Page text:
Aims: Aortic Stenosis (AS) is a heart valve disease characterized by the narrowing of the aortic valve opening. Currently AS is diagnosed using echocardiography performed by a trained specialist. The goal of this study was to evaluate the ability of non-invasive microelectromechanical based seismocardiography (SCG) and gyrocardiography (GCG) sensors to detect AS in patients by measuring the cardiac-induced vibrations produced by the mechanical activity of the heart.
Methods: Clinical data was collected from 19 AS patients at the Turku University Hospital using a custom data logger capable of measuring SCG, GCG and single-lead ECG. Additionally, data was collected from 51 healthy volunteers. The signals were retrospectively processed and analyzed. ECG measurements were used in identification of individual cardiac cycles. SCG and GCG each contain three channels of measurement representing a different axis of motion. Signals were segmented based on each cardiac cycle and a continuous wavelet transform was applied to each cycle producing a time-frequency 2-D matrix representation of each channel. The six 2-D matrices were overlaid to create images of cardiac cycles that were supplied to a convolutional neural network. Precision, recall, and accuracy of the classifier were estimated using leave-subject-out cross-validation.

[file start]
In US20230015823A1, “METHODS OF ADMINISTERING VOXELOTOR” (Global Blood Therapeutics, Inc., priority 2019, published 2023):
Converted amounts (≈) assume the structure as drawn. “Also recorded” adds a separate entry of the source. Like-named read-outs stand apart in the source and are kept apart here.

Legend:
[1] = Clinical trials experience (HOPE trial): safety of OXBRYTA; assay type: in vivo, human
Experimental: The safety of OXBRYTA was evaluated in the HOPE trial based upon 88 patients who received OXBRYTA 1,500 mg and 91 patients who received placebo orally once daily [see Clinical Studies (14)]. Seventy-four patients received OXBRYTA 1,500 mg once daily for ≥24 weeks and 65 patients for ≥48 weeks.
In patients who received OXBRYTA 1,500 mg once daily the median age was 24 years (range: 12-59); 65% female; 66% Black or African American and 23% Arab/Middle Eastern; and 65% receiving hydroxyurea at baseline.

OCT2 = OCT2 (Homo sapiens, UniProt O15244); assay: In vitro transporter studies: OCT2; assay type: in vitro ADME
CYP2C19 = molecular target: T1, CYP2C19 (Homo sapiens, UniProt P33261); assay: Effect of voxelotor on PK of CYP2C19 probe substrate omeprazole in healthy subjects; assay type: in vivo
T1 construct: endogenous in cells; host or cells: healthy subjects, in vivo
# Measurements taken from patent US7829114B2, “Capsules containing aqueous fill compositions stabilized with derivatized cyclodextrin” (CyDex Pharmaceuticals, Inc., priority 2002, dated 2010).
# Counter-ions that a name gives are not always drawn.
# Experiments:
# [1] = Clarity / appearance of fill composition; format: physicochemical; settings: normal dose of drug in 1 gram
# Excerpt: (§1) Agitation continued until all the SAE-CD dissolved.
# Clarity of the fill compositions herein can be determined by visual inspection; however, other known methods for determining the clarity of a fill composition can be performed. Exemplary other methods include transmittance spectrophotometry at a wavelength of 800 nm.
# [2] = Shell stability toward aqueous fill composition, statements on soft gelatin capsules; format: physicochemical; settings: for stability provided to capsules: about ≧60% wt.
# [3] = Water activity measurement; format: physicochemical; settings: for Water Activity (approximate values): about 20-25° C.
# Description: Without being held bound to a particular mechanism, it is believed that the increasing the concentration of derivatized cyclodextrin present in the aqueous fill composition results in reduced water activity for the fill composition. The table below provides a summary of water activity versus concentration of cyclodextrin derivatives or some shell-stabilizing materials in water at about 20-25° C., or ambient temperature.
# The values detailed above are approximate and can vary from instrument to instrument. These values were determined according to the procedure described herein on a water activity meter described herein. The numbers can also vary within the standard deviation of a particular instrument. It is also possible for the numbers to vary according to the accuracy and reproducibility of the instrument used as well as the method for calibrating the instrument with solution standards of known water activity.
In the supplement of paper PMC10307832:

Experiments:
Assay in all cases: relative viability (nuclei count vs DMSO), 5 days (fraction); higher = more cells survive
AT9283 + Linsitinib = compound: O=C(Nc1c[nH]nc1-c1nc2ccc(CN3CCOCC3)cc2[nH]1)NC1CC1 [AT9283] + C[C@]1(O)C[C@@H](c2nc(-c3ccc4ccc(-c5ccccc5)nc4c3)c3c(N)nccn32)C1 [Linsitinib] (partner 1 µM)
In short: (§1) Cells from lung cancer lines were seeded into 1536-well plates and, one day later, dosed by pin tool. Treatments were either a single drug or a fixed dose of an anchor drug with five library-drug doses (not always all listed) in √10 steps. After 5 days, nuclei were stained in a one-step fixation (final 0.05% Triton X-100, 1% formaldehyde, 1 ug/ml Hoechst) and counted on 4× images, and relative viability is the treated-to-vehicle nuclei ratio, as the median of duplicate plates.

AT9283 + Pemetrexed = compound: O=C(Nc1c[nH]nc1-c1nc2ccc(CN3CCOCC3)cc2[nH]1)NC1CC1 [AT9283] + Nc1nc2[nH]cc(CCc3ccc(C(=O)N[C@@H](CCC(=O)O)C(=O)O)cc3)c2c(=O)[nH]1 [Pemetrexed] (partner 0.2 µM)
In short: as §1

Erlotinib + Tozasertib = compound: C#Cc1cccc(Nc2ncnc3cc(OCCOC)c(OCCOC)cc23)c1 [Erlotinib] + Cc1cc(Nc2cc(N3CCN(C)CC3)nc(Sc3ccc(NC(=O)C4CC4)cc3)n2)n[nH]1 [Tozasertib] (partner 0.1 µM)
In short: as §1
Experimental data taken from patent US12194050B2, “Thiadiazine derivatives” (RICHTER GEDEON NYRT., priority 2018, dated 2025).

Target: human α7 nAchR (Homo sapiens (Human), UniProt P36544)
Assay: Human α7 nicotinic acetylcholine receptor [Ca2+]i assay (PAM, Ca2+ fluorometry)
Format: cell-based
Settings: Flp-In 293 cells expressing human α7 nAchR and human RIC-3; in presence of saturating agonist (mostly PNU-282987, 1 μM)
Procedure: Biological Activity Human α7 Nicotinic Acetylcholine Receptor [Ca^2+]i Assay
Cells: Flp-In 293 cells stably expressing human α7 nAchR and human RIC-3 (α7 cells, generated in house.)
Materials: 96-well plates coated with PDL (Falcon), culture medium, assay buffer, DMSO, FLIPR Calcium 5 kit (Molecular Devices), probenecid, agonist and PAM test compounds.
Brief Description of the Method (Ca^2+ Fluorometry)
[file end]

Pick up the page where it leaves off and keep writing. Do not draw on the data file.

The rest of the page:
Results: 47928 cardiac cycles from 70 patients were included in this study, 19 patients had been diagnosis with AS (9865 cardiac cycles) while 51 patients (38063 cardiac cycles) had no cardiovascular disease. For AS patients, the classifier provided an average accuracy of 96%, recall of 97%, and precision of 90%. For healthy patients, the classifier provided average accuracy of 97%, recall of 97%, and precision of 99%.
Conclusion: Together SCG and GCG are able to separate AS patients from healthy volunteers. We are currently collecting clinical data from age-matched controls in order to determine whether SCG and GCG has clinical potential to detect AS.